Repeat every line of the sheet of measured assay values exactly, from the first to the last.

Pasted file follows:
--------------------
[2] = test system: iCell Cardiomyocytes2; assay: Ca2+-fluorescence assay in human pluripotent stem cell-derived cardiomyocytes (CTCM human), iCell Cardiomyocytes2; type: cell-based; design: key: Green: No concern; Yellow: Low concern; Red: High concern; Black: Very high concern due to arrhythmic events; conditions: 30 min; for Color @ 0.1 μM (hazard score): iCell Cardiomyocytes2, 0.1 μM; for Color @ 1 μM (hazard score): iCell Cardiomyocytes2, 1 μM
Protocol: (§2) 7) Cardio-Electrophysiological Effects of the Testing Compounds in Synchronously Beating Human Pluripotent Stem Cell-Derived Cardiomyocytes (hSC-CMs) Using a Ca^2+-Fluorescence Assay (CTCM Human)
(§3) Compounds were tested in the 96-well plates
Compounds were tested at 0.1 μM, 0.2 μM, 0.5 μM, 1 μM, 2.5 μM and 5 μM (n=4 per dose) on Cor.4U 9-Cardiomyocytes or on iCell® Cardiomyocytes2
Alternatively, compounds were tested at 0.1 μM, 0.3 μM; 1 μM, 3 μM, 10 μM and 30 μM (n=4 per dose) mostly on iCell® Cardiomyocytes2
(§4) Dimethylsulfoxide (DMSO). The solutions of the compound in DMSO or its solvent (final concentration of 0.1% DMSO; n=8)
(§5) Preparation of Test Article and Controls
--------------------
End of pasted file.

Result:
[2] = test system: iCell Cardiomyocytes2; assay: Ca2+-fluorescence assay in human pluripotent stem cell-derived cardiomyocytes (CTCM human), iCell Cardiomyocytes2; type: cell-based; design: key: Green: No concern; Yellow: Low concern; Red: High concern; Black: Very high concern due to arrhythmic events; conditions: 30 min; for Color @ 0.1 μM (hazard score): iCell Cardiomyocytes2, 0.1 μM; for Color @ 1 μM (hazard score): iCell Cardiomyocytes2, 1 μM
Protocol: (§2) 7) Cardio-Electrophysiological Effects of the Testing Compounds in Synchronously Beating Human Pluripotent Stem Cell-Derived Cardiomyocytes (hSC-CMs) Using a Ca^2+-Fluorescence Assay (CTCM Human)
(§3) Compounds were tested in the 96-well plates
Compounds were tested at 0.1 μM, 0.2 μM, 0.5 μM, 1 μM, 2.5 μM and 5 μM (n=4 per dose) on Cor.4U 9-Cardiomyocytes or on iCell® Cardiomyocytes2
Alternatively, compounds were tested at 0.1 μM, 0.3 μM; 1 μM, 3 μM, 10 μM and 30 μM (n=4 per dose) mostly on iCell® Cardiomyocytes2
(§4) Dimethylsulfoxide (DMSO). The solutions of the compound in DMSO or its solvent (final concentration of 0.1% DMSO; n=8)
(§5) Preparation of Test Article and Controls